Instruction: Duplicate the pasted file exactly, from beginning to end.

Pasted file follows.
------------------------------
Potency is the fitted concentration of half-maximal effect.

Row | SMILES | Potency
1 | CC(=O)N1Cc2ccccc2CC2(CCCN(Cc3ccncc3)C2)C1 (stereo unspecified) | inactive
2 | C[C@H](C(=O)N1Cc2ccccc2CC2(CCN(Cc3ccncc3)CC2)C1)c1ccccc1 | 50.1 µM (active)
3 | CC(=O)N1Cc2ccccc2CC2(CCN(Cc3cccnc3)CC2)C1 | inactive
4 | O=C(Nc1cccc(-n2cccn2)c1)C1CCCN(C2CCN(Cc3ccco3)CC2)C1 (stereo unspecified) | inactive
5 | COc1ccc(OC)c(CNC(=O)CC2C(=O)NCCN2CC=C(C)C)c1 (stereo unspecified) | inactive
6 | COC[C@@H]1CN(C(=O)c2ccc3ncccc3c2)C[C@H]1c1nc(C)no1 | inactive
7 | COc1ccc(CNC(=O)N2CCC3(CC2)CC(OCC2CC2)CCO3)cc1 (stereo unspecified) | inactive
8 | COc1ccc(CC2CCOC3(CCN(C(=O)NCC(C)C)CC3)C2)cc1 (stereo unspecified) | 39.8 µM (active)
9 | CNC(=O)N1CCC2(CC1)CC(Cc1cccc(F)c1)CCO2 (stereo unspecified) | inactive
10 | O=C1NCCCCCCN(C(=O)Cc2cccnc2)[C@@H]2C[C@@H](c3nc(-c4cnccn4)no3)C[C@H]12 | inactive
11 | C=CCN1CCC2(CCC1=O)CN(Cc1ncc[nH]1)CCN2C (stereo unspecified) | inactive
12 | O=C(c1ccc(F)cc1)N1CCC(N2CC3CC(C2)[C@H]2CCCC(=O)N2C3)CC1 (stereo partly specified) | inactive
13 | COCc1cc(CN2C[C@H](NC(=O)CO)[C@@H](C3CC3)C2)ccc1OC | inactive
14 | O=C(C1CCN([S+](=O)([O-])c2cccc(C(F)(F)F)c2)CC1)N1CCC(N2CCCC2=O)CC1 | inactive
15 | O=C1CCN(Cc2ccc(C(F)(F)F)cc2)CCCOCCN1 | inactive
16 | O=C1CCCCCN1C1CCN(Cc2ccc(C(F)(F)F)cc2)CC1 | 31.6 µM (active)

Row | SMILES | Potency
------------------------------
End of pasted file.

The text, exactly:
Potency is the fitted concentration of half-maximal effect.

Row | SMILES | Potency
1 | CC(=O)N1Cc2ccccc2CC2(CCCN(Cc3ccncc3)C2)C1 (stereo unspecified) | inactive
2 | C[C@H](C(=O)N1Cc2ccccc2CC2(CCN(Cc3ccncc3)CC2)C1)c1ccccc1 | 50.1 µM (active)
3 | CC(=O)N1Cc2ccccc2CC2(CCN(Cc3cccnc3)CC2)C1 | inactive
4 | O=C(Nc1cccc(-n2cccn2)c1)C1CCCN(C2CCN(Cc3ccco3)CC2)C1 (stereo unspecified) | inactive
5 | COc1ccc(OC)c(CNC(=O)CC2C(=O)NCCN2CC=C(C)C)c1 (stereo unspecified) | inactive
6 | COC[C@@H]1CN(C(=O)c2ccc3ncccc3c2)C[C@H]1c1nc(C)no1 | inactive
7 | COc1ccc(CNC(=O)N2CCC3(CC2)CC(OCC2CC2)CCO3)cc1 (stereo unspecified) | inactive
8 | COc1ccc(CC2CCOC3(CCN(C(=O)NCC(C)C)CC3)C2)cc1 (stereo unspecified) | 39.8 µM (active)
9 | CNC(=O)N1CCC2(CC1)CC(Cc1cccc(F)c1)CCO2 (stereo unspecified) | inactive
10 | O=C1NCCCCCCN(C(=O)Cc2cccnc2)[C@@H]2C[C@@H](c3nc(-c4cnccn4)no3)C[C@H]12 | inactive
11 | C=CCN1CCC2(CCC1=O)CN(Cc1ncc[nH]1)CCN2C (stereo unspecified) | inactive
12 | O=C(c1ccc(F)cc1)N1CCC(N2CC3CC(C2)[C@H]2CCCC(=O)N2C3)CC1 (stereo partly specified) | inactive
13 | COCc1cc(CN2C[C@H](NC(=O)CO)[C@@H](C3CC3)C2)ccc1OC | inactive
14 | O=C(C1CCN([S+](=O)([O-])c2cccc(C(F)(F)F)c2)CC1)N1CCC(N2CCCC2=O)CC1 | inactive
15 | O=C1CCN(Cc2ccc(C(F)(F)F)cc2)CCCOCCN1 | inactive
16 | O=C1CCCCCN1C1CCN(Cc2ccc(C(F)(F)F)cc2)CC1 | 31.6 µM (active)

Row | SMILES | Potency